365 Days of Shakespeare

That's right – the Bard in a year.

252. Sexuality in “A Midsummer Night’s Dream”

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Though all of Shakespeare’s plays are filled with sexuality, it is most apparent in his beloved comedy “A Midsummer Night’s Dream”. This romp of a play can barely get through an iamb without a sex pun or a bawdy joke. And even those lines that were not perhaps meant to sound sexual are often interpreted that way by modern actors with dirty minds. Just what is it about this play that makes the mind go to the “that’s what she said” place with such frequency?

For the most part, it is simply the fact that the play itself is rather lusty. Set in the lush Athenian forest on a balmy summer’s night, tempers and passions run high among all three of the sets of characters. The young lovers, of course, are already charged with their love, the fairies all but ooze sexuality (especially Titania in most productions), and even the mechanicals get in on the game, though usually it seems as though they are raunchy purely by accident.

Take, for example, Helena’s impassioned plea to Demetrius to allow her to continue to love him, even if he does not return the favor: she begs to be “used as you use your dog”, a line that is frequently accompanied by certain gestures to make a line that would have been simply pathetic into something rather suggestive.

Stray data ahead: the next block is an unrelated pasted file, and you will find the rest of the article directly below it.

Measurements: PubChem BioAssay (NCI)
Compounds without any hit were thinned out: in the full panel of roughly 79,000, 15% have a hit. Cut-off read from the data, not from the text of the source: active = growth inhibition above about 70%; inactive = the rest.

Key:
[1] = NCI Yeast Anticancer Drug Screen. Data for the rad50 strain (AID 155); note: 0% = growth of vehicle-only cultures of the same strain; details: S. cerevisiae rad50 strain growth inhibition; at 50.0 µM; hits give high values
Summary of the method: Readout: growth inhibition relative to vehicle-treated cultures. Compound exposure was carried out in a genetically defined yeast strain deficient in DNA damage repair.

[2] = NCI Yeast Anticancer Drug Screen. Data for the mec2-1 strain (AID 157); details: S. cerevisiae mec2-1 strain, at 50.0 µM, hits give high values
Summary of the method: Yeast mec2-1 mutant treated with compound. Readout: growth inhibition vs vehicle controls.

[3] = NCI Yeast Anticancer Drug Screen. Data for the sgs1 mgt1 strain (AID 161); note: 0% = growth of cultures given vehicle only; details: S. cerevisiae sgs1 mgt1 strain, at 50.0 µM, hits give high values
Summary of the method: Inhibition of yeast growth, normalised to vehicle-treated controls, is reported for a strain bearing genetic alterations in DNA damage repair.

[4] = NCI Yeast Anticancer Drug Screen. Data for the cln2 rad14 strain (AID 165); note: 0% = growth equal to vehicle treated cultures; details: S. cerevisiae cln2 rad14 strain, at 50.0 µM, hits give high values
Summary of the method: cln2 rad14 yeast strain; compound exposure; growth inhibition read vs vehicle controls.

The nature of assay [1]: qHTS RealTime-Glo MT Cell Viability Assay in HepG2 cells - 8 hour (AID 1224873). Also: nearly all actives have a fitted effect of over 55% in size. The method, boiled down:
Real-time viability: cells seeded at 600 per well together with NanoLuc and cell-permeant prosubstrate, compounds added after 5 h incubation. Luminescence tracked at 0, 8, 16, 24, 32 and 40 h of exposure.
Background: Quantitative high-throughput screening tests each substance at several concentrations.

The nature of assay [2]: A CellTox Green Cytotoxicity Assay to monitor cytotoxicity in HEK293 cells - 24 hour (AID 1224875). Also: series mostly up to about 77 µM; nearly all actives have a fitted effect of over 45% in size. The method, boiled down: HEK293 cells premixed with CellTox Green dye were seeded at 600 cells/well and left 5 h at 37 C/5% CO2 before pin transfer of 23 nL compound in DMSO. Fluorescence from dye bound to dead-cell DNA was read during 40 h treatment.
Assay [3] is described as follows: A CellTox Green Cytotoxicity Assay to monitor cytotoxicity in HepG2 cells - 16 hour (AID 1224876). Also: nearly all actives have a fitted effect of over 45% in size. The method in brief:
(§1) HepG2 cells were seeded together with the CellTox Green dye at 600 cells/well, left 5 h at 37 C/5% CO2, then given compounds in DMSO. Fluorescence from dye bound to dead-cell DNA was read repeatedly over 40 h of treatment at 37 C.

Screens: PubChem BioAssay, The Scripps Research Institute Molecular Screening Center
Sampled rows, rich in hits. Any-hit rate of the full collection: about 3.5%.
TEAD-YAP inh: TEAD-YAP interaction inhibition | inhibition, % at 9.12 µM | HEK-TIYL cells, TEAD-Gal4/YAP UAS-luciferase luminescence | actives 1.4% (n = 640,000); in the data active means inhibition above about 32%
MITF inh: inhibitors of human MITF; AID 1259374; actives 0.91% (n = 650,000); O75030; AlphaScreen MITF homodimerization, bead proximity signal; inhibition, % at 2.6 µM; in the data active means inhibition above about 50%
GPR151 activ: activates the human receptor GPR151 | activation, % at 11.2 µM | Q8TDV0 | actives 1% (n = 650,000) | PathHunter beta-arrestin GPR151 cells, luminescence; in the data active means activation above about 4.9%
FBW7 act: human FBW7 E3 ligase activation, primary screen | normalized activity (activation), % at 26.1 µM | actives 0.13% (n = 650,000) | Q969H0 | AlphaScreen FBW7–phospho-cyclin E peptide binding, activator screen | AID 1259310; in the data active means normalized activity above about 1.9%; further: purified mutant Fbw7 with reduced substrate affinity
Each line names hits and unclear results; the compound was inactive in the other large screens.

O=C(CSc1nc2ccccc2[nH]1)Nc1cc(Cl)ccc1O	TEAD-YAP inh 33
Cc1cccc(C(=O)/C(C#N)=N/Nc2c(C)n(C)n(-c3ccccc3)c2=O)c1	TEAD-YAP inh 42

When Puck, the fairy king Oberon’s faithful (if mischievous) servant sets out to magically make Demetrius love Helena and Titania love Nick Bottom (who has been given the head of an ass…don’t think too hard about it), sexual puns are thrown about the stage like confetti is thrown on New Year’s Eve.

Is the sexuality of “A Midsummer Night’s Dream” actually important to the plot? Most critics would say that it is. Though the play would be effective if the characters were affected by a more chastely sort of affection for each other, much of the humor is found in the sexuality of the play. Moreover, it demonstrates the power of the setting – that behavior in the forest is so different from that in town – and the power of the magical flower used to cause so many of these feelings the characters have for each other.

So what does all this sexuality mean for an audience member? Mainly that before you decide to take the kids to a production, you may want to call ahead and find out if it is appropriate!

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Written by Caroline Mincks

June 10, 2010 at 8:48 PM

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